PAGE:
Africa experiences some of the worst air pollution and some of the most severe health consequences in the world. In 2019, air pollution was the second leading risk factor for death across Africa, a large and dynamic continent that is home to more than 1.2 billion people. In terms of ambient fine particulate matter (PM2.5), 5 of the world’s 10 most heavily polluted countries are in Africa.

Read the full report: The State of Air Quality and Health Impacts in Africa. English | French

Watch our recent livestream interview with Dr. Alice Kaudia and Dr. Caradee Wright on air pollution and health impacts in Africa.


REGIONAL DISPARITIES

The burden of air pollution on African livelihoods and population health is among the highest in the world and varies widely across countries and regions within the continent. As of 2019, particulate matter pollution (including ambient PM2.5 and household air pollution) was the leading risk factor for deaths across the continent. The disease burden related to PM2.5 was highest in Northern Africa and lowest in Eastern Africa.

  • Overall, PM2.5 exposures across Africa have remained stagnant from 2010 to 2019.
    • Country-level comparisons reveal major disparities in PM2.5 exposures that range from 17.1 μg/m3 in Comoros to 80.1 μg/m3 in Niger.
  • The death rate linked to air pollution in Africa (155 deaths/100,000 people) is almost double the global average (85.6/100,000).
  • The estimated number of deaths due to ambient PM2.5 was highest in Egypt (90,600 deaths in 2019) and lowest (fewer than 100 deaths in 2019) in São Tomé and Príncipe (Central Africa) and Comoros (Eastern Africa).
Regional Disparities pm2.5

Figure: Trends in annual average PM2.5 exposure in five countries across Africa between 2010 and 2019


A BURDEN ON THE YOUNG

  • Newborns and young children in Africa are disproportionately affected by air pollution, especially household air pollution (HAP).
  • Across Africa, about 236,000 newborns die within the first month of life from air pollution exposure, with 80% of those coming from HAP.
  • Air pollution is the third largest risk factor for deaths in children under the age of 5, after malnutrition and water, sanitation and hygiene (WaSH) in Sub-Saharan Africa.
Deaths by Age DRC

Figures: Distribution of deaths in 2019 attributable to PM2.5, ozone, and household air pollution, by age (years, except early neonatal [0 to 6 days] and late neonatal [7 to 27 days]).

Deaths by Age Egypt

Figures: Distribution of deaths in 2019 attributable to PM2.5, ozone, and household air pollution, by age (years, except early neonatal [0 to 6 days] and late neonatal [7 to 27 days]).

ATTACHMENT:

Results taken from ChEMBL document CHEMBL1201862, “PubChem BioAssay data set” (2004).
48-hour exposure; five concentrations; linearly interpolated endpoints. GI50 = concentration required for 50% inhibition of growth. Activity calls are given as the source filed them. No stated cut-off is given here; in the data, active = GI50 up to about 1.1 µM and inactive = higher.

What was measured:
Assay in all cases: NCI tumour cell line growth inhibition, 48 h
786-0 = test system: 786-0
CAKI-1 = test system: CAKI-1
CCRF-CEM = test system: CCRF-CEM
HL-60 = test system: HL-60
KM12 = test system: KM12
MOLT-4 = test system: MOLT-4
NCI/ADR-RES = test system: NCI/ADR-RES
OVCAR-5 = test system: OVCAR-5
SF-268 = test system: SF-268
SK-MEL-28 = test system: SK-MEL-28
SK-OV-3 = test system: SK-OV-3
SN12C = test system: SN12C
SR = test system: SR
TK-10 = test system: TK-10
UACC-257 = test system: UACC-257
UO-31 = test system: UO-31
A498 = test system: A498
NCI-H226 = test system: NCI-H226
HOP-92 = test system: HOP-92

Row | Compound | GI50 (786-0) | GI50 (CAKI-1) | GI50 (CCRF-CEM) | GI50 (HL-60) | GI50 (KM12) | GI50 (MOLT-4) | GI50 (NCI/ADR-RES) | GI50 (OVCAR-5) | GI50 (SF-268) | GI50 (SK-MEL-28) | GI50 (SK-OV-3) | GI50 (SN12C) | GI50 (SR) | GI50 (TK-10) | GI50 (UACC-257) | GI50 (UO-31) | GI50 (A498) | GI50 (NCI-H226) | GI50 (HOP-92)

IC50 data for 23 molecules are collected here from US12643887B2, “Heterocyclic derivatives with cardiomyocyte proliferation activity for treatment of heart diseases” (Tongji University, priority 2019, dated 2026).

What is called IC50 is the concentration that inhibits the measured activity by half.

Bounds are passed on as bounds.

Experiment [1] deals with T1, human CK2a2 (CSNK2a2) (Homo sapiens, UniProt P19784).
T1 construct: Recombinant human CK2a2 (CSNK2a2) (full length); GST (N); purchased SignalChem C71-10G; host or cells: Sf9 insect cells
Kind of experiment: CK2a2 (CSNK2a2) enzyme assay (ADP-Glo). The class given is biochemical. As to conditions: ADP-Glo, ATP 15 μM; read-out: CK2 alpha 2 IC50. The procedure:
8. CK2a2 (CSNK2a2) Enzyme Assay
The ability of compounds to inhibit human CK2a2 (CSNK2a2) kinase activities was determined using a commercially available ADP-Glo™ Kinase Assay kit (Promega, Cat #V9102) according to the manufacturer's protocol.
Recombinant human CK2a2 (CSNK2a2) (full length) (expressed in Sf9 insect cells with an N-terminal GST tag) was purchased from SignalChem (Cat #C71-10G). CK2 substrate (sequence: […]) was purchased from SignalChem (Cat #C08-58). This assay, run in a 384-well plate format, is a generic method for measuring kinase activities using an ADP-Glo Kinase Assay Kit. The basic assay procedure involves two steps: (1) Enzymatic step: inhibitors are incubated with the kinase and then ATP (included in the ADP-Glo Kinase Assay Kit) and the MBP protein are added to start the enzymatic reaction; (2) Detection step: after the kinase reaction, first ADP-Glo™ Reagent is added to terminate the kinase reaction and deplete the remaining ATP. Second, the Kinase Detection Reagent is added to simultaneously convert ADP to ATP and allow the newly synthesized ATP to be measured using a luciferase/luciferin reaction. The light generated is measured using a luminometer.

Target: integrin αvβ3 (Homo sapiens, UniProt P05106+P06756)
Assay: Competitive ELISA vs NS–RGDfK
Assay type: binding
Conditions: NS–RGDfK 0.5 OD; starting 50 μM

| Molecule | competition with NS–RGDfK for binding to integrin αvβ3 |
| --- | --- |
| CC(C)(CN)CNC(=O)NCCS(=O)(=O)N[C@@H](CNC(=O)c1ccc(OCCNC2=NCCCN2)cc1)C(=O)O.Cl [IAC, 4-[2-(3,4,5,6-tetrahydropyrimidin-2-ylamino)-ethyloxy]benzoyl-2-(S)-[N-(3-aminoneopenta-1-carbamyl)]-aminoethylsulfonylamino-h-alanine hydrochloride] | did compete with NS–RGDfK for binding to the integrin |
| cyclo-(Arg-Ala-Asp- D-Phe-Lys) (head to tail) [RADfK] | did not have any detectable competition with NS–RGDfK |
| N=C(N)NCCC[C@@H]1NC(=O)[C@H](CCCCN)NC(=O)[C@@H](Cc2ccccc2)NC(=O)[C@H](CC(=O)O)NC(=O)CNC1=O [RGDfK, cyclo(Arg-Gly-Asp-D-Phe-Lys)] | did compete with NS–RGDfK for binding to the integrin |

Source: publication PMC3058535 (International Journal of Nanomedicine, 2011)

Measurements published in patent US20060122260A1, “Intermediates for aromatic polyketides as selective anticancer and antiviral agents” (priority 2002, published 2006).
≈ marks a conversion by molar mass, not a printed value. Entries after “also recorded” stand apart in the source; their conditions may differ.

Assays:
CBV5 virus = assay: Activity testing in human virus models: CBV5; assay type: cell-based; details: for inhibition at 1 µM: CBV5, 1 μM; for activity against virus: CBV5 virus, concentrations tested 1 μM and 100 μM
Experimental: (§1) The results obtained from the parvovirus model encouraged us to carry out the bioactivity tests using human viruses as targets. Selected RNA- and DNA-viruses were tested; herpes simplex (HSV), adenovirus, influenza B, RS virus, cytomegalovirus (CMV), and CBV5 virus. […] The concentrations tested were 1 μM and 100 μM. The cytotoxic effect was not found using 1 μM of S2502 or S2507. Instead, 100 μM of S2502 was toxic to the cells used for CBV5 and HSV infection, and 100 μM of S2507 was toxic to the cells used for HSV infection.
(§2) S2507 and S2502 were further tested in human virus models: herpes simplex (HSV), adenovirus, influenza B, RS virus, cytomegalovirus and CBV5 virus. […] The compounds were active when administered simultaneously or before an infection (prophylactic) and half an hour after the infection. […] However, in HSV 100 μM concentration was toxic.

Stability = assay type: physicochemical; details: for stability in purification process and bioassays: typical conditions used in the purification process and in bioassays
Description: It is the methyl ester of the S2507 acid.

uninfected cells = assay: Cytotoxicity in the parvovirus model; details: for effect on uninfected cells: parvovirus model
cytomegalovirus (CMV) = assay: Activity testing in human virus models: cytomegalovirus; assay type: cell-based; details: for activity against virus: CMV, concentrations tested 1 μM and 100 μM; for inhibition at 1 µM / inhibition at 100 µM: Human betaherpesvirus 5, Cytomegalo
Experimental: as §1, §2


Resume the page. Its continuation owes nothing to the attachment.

Deaths by Age Ghana

Figures: Distribution of deaths in 2019 attributable to PM2.5, ozone, and household air pollution, by age (years, except early neonatal [0 to 6 days] and late neonatal [7 to 27 days]).

5.4 Figure - Deaths by Age Kenya

Figures: Distribution of deaths in 2019 attributable to PM2.5, ozone, and household air pollution, by age (years, except early neonatal [0 to 6 days] and late neonatal [7 to 27 days]).

Deaths by Age South Africa

Figures: Distribution of deaths in 2019 attributable to PM2.5, ozone, and household air pollution, by age (years, except early neonatal [0 to 6 days] and late neonatal [7 to 27 days]).


MULTITUDE OF SOURCES

Understanding major air pollution sources underpins clean air action planning and identification of cost-effective solutions. The sources responsible for PM2.5 pollution vary within and between countries and regions across Africa:

 

Residential fuel use, fossil fuel use for energy production, transportation and industry and waste burning, make significant contributions to outdoor PM2.5.

Fossil fuel use is the biggest contributor in Southern Africa, while residential fuel use is an important contributor in Eastern and Central Africa. For e.g., energy production contributes to 23% of the ambient PM2.5 levels in South Africa.

Desert dust, also referred to as sand and dust storms, is a mixture of particulate matter from desert or arid areas. In the Sahara and Sahel regions of North Africa, as well as in Western Africa, windblown dust is a significant contributor to total PM2.5.

PM2.5 exposure sources

Figure: Contribution of key sources to PM2.5 exposure in five countries across Africa in 2019

Although air pollution exposures remain high across the continent, some countries are beginning to undertake policy measures to improve their air quality:

  • In Egypt, the Greater Cairo Air Pollution Management and Climate Change Project aims to improve air quality in the capital city through improved solid waste management to reduce pollution from waste burning and pilot efforts to expand the use of electric buses and vehicles in the city.
  • In Ethiopia, Addis Ababa’s first Air Quality Management Plan (AQMP) outlines the city’s vision and commitment to implementing pollution reduction strategies in priority sectors. These actions are supported by air quality monitoring data and provide crucial first steps towards cleaning the air and improving the health of all residents.